Michigan DNR Seeking Fallow Deer

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Reports that several fallow deer have been released or have escaped from existing and decommissioned privately owned cervid facilities in southwest Michigan have prompted the Department of Natural Resources to ask the public to help locate the non-native deer in that region.

While investigating a recent case of five fallow deer that were unlawfully released, DNR law enforcement and wildlife officials have turned up more evidence that many more fallow deer may have been unlawfully released from other facilities in southwest Michigan.

"Fallow deer are not native to Michigan and pose a significant disease threat to our white-tailed deer herd," said DNR Wildlife Division Assistant Chief Doug Reeves. "We also have learned that a fallow deer purchased in Wisconsin, where there is established chronic wasting disease in cervidae, was likely released in this region. We are particularly concerned about this deer, and would like to find it and remove it from the area as quickly as possible."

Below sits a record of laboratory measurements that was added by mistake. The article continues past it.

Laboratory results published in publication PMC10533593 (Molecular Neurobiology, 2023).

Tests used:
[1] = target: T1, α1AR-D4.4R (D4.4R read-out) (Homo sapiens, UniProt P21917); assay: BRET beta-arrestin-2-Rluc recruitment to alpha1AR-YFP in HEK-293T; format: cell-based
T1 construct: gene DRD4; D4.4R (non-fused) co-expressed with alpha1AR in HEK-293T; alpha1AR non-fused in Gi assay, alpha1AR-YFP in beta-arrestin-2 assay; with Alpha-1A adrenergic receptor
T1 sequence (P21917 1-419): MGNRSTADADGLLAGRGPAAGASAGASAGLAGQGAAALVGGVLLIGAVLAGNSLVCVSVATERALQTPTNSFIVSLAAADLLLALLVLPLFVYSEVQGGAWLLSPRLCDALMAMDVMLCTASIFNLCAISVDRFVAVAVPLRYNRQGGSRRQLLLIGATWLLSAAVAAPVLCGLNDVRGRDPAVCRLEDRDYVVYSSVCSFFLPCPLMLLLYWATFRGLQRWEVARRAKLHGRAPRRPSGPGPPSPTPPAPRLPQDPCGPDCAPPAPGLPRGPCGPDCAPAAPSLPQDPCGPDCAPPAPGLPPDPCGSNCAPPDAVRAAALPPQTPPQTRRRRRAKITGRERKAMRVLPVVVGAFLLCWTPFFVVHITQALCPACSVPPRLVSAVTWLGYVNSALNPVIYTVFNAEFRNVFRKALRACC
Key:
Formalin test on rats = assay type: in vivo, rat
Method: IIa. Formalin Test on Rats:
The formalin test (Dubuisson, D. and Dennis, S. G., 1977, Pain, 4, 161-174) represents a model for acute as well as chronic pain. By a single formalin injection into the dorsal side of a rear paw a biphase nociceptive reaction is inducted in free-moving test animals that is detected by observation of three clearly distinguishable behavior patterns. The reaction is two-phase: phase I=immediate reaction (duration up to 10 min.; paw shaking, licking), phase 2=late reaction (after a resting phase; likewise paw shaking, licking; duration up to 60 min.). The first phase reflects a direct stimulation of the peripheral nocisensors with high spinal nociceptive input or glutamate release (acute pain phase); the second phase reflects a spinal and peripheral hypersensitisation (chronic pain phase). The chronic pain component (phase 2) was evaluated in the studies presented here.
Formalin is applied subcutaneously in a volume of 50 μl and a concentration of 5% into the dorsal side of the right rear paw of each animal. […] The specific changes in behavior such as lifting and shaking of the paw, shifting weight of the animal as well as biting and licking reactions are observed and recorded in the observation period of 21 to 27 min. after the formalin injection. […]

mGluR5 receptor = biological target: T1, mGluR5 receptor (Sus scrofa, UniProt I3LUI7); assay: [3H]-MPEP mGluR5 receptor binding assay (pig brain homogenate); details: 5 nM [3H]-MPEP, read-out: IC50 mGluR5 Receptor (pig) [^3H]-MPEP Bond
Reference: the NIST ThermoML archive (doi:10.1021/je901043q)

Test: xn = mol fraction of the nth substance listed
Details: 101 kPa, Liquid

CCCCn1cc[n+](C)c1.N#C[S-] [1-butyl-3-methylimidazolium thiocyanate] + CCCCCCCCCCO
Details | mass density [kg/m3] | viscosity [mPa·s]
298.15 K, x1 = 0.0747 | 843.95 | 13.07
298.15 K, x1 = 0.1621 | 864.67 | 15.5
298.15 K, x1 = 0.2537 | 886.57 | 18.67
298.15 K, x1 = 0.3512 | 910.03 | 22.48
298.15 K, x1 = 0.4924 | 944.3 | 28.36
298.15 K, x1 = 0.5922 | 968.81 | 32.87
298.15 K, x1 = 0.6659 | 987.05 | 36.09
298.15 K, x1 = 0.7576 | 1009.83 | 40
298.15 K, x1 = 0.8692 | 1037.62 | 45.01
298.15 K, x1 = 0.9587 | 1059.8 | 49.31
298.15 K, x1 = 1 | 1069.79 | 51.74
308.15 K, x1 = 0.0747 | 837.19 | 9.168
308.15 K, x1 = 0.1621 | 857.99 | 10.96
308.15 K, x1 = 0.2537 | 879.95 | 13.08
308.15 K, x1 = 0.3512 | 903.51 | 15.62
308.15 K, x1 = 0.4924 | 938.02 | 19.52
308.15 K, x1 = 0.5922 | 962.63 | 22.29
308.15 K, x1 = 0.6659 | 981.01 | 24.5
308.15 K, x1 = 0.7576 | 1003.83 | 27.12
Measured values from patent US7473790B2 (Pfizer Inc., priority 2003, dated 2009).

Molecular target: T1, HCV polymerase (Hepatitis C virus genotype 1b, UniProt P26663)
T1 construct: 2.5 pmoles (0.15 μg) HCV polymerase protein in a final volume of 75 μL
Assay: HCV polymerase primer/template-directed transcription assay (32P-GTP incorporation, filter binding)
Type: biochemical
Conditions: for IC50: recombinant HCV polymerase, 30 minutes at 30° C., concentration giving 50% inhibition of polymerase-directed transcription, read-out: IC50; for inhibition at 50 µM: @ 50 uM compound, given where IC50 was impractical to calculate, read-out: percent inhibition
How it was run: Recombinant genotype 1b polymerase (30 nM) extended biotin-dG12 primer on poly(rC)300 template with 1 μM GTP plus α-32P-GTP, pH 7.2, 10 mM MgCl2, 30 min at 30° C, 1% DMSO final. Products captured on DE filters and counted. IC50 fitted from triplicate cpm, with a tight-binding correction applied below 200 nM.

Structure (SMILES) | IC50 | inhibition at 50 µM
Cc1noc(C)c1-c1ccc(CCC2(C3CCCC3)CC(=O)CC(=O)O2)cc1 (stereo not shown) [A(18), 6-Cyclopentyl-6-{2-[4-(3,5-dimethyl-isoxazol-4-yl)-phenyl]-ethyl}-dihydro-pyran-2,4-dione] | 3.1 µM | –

Fallow deer are native to Europe and some Asian countries. While fallow deer vary in color, the most common form is a deer with a brown coat and white spotting. These animals should not be mistaken for spotted white-tailed deer fawns. Male fallow deer often have large, reindeer-like antlers. Fallow deer can potentially out-compete white-tailed deer for both food and habitat, DNR wildlife officials said.

Fallow deer may be legally hunted by licensed hunters during any regular hunting season, including spring turkey and small game. Any hunter who takes a fallow deer is asked to immediately contact the nearest DNR office for assistance and disease testing procedures. Anyone who sees a fallow deer should report it to the nearest DNR office or call the DNR's Report All Poaching (RAP) Line at 800-292-7800 to report its location to conservation officers.

"We do not want fallow deer to establish a population in our state due to the health and habitat threats to our white-tailed deer herd," Reeves said. "We are asking hunters and the public to help us locate and remove these deer."

DNR law enforcement and wildlife officials also remind all Michigan citizens that in order to possess privately-owned cervids in the state of Michigan, you must be registered through the DNR. The law regarding privately-owned cervids and the registration application can be found on the DNR's Web site at www.michigan.gov/dnr. Both native and exotic cervids must be registered. Members of the Cervidae family include sitka deer, sika deer, fallow deer, axis deer, muntjac deer, white-tailed deer, elk, red deer, moose, caribou, reindeer, mule deer and any hybrids. It is a felony in Michigan to release these animals into the wild.